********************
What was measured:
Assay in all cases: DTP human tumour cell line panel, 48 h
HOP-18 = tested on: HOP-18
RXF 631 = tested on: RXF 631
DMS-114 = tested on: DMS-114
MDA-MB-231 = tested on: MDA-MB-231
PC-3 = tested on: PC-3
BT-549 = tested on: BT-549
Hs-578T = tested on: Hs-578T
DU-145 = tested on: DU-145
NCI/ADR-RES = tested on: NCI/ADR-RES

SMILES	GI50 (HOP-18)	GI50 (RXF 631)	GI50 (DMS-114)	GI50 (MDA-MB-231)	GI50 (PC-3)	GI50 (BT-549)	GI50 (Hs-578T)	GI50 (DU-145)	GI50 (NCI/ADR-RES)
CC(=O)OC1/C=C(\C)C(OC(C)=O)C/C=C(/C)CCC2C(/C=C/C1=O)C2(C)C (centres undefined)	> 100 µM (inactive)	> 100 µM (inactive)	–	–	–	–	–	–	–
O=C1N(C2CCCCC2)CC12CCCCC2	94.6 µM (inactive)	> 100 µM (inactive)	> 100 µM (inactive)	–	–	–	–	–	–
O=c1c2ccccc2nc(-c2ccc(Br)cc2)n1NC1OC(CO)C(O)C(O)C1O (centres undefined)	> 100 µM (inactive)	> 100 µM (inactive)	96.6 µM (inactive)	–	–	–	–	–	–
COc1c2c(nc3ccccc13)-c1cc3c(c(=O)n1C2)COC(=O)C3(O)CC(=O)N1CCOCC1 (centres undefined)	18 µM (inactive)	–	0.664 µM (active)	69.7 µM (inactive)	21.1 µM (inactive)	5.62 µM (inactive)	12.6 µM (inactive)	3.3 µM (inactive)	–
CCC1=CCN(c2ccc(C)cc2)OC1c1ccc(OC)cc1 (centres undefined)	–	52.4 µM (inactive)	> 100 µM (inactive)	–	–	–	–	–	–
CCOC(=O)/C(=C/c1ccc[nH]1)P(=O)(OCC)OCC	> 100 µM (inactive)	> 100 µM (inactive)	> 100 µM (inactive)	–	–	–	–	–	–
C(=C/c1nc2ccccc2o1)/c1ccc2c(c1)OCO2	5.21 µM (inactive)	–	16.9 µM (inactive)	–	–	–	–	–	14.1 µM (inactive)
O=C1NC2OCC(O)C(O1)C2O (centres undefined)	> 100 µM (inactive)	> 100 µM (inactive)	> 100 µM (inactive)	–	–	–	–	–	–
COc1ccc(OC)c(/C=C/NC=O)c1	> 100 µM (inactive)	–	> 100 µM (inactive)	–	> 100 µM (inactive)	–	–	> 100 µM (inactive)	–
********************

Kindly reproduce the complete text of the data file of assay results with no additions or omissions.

What was measured:
Assay in all cases: DTP human tumour cell line panel, 48 h
HOP-18 = tested on: HOP-18
RXF 631 = tested on: RXF 631
DMS-114 = tested on: DMS-114
MDA-MB-231 = tested on: MDA-MB-231
PC-3 = tested on: PC-3
BT-549 = tested on: BT-549
Hs-578T = tested on: Hs-578T
DU-145 = tested on: DU-145
NCI/ADR-RES = tested on: NCI/ADR-RES

SMILES	GI50 (HOP-18)	GI50 (RXF 631)	GI50 (DMS-114)	GI50 (MDA-MB-231)	GI50 (PC-3)	GI50 (BT-549)	GI50 (Hs-578T)	GI50 (DU-145)	GI50 (NCI/ADR-RES)
CC(=O)OC1/C=C(\C)C(OC(C)=O)C/C=C(/C)CCC2C(/C=C/C1=O)C2(C)C (centres undefined)	> 100 µM (inactive)	> 100 µM (inactive)	–	–	–	–	–	–	–
O=C1N(C2CCCCC2)CC12CCCCC2	94.6 µM (inactive)	> 100 µM (inactive)	> 100 µM (inactive)	–	–	–	–	–	–
O=c1c2ccccc2nc(-c2ccc(Br)cc2)n1NC1OC(CO)C(O)C(O)C1O (centres undefined)	> 100 µM (inactive)	> 100 µM (inactive)	96.6 µM (inactive)	–	–	–	–	–	–
COc1c2c(nc3ccccc13)-c1cc3c(c(=O)n1C2)COC(=O)C3(O)CC(=O)N1CCOCC1 (centres undefined)	18 µM (inactive)	–	0.664 µM (active)	69.7 µM (inactive)	21.1 µM (inactive)	5.62 µM (inactive)	12.6 µM (inactive)	3.3 µM (inactive)	–
CCC1=CCN(c2ccc(C)cc2)OC1c1ccc(OC)cc1 (centres undefined)	–	52.4 µM (inactive)	> 100 µM (inactive)	–	–	–	–	–	–
CCOC(=O)/C(=C/c1ccc[nH]1)P(=O)(OCC)OCC	> 100 µM (inactive)	> 100 µM (inactive)	> 100 µM (inactive)	–	–	–	–	–	–
C(=C/c1nc2ccccc2o1)/c1ccc2c(c1)OCO2	5.21 µM (inactive)	–	16.9 µM (inactive)	–	–	–	–	–	14.1 µM (inactive)
O=C1NC2OCC(O)C(O1)C2O (centres undefined)	> 100 µM (inactive)	> 100 µM (inactive)	> 100 µM (inactive)	–	–	–	–	–	–
COc1ccc(OC)c(/C=C/NC=O)c1	> 100 µM (inactive)	–	> 100 µM (inactive)	–	> 100 µM (inactive)	–	–	> 100 µM (inactive)	–